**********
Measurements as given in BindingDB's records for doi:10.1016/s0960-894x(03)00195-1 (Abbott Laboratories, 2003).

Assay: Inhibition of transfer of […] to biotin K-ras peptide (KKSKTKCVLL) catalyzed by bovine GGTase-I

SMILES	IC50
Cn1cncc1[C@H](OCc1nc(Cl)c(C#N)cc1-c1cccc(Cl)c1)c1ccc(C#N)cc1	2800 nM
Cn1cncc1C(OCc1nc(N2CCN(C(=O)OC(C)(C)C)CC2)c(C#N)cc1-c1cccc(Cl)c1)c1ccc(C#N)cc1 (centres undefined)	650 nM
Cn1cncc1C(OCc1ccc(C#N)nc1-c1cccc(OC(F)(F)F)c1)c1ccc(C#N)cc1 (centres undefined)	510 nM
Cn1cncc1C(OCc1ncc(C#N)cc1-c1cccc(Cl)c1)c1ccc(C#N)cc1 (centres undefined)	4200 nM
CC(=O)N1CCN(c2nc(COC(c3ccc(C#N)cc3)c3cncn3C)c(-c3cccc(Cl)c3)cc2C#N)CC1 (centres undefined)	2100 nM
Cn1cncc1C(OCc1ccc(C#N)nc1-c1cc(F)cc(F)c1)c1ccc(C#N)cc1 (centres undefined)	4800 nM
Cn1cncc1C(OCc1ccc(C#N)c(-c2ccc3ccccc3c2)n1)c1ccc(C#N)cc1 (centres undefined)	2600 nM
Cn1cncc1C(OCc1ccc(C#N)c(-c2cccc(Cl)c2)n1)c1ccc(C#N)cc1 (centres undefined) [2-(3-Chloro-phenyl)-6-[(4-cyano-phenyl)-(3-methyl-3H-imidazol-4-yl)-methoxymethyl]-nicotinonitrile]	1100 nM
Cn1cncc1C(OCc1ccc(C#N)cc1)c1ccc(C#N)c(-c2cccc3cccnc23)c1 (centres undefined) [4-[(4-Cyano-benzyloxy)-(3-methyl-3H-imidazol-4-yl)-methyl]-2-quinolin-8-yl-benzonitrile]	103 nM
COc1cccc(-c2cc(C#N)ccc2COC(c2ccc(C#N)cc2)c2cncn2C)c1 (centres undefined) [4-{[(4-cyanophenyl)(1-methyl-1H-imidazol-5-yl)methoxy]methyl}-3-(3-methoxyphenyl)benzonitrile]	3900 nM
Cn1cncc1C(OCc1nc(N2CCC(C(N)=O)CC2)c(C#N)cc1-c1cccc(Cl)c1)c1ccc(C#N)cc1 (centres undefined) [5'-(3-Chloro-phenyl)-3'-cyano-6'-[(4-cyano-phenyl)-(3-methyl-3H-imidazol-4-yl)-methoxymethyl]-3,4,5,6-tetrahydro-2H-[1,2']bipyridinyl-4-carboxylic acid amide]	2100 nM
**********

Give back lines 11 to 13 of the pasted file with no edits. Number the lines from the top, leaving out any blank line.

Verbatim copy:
Cn1cncc1C(OCc1ccc(C#N)c(-c2cccc(Cl)c2)n1)c1ccc(C#N)cc1 (centres undefined) [2-(3-Chloro-phenyl)-6-[(4-cyano-phenyl)-(3-methyl-3H-imidazol-4-yl)-methoxymethyl]-nicotinonitrile]	1100 nM
Cn1cncc1C(OCc1ccc(C#N)cc1)c1ccc(C#N)c(-c2cccc3cccnc23)c1 (centres undefined) [4-[(4-Cyano-benzyloxy)-(3-methyl-3H-imidazol-4-yl)-methyl]-2-quinolin-8-yl-benzonitrile]	103 nM
COc1cccc(-c2cc(C#N)ccc2COC(c2ccc(C#N)cc2)c2cncn2C)c1 (centres undefined) [4-{[(4-cyanophenyl)(1-methyl-1H-imidazol-5-yl)methoxy]methyl}-3-(3-methoxyphenyl)benzonitrile]	3900 nM